Smart Payment Plan Asks: Have You Ever Been Upside Down In Your Car?

To avoid being “upside down” in your car, you need to ensure that you own your car – instead of it owning you!

How can a car own you? The answer is simple: If you owe more on your car than the car is actually worth, that means you are “upside-down” in your auto loan, meaning you have negative equity in your car.

Al Krulick, writing on the Debt.orgwebsite, further explains the problem. Should you decide you want to sell your car, the price you get for it won’t cover the amount remaining on the loan you took to purchase it. Should you have the misfortune to be involved in an accident which causes such serious damage to the vehicle that it cannot be repaired, your insurance will only cover the worth of the car, not the total cost of the loan.

car loan

The unpalatable truth is that more and more people are finding themselves with car loans that leave them “upside down.” How can you avoid finding yourself in this position? According to the professionals at Smart Payment Plan, there are a number of sensible steps you can take which involve checking out all the available options in advance of your decision to buy.

  • Choose the shortest repayment plan you can afford.

This saves you money in interest over the life of the loan.

  • Make a down payment of at least 20 percent.

The average drop in value of a new car in its first year on the road is around 20 percent. If you don’t make a large down payment of at least 20 percent, you will start out with an upside-down loan.

  • Research the value of a used car before you buy it.

If you don’t, you could end up paying too much – a surefire way to get stuck in an upside- down loan.

  • Pay off a car loan before you sell the car.

If you are doing a trade-in using your old car, be careful to ensure that the dealer doesn’t simply roll over your debt to the new car. That means you would start off in a negative equity situation.

  • Consider leasing instead of buying.

If you know that you will only keep a car for two or three years, this is a good option and stops you from having any loan in the first place.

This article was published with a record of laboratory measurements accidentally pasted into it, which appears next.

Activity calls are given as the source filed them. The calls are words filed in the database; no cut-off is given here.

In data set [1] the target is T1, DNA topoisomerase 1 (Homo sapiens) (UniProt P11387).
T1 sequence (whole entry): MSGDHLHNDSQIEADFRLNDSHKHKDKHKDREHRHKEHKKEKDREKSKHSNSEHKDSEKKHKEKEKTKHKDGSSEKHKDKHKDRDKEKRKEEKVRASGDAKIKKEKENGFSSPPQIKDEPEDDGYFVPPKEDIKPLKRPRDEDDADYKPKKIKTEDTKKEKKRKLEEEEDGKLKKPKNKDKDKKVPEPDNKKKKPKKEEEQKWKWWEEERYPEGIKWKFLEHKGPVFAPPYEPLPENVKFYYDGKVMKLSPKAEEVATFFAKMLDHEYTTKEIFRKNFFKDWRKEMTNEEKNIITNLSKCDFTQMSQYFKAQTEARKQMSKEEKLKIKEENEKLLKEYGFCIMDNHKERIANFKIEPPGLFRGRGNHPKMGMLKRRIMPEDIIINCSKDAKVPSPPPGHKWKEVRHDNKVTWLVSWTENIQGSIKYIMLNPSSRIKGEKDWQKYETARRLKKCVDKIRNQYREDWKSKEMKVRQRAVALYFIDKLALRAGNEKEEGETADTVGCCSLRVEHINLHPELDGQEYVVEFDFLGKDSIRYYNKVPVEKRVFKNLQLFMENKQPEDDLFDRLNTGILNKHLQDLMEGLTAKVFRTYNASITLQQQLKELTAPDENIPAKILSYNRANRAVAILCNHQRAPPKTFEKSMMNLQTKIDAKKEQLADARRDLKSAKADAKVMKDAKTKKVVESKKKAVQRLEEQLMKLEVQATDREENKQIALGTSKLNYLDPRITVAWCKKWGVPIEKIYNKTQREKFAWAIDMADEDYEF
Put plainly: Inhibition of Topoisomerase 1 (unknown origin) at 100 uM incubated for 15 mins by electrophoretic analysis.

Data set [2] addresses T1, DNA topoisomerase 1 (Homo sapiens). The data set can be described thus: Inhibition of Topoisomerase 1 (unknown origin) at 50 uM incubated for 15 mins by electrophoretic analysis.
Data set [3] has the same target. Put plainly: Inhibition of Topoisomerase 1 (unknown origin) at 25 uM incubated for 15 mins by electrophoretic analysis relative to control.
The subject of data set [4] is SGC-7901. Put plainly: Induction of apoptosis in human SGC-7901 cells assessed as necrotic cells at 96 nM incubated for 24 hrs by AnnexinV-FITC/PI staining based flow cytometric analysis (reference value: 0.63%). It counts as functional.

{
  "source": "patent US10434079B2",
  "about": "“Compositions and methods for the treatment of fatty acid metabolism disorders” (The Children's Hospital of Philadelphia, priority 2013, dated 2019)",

• Choose the basic model of a new car.

If you decide there are some extras that you simply can’t live without, add their cost to your down payment.

Almost the only acceptable way to start off with an upside-down car loan is if you are certain in advance that you intend to keep the car for a long time. If you take a five year loan, but keep the car for ten years, you’ll end up with with positive equity in your vehicle. Outside of this option, how else can you get out of an upside-down car loan?

One way is to sell your car, but remember that you’ll get a better price from a private buyer than from a dealer. However, if you are too far in debt and can no longer pay your monthly bill for the auto loan, you should consider debt help options. Two of the most common options are debt consolidation and debt settlement. When you consolidate your debts, your car loan will be combined with some or all of your other debts in one large loan. The new loan usually comes with lower interest rates and better repayment options.


You may find that a matching debt payment plan, like Smart Payment Plan, is an effective and easy way to cut down on debt, in addition to increasing your equity. Among other benefits, Smart Payment Plan makes it possible for individuals to match payments to their payday. Helpful measures such as these will go a long way in ensuring that you will never find yourself “upside-down”.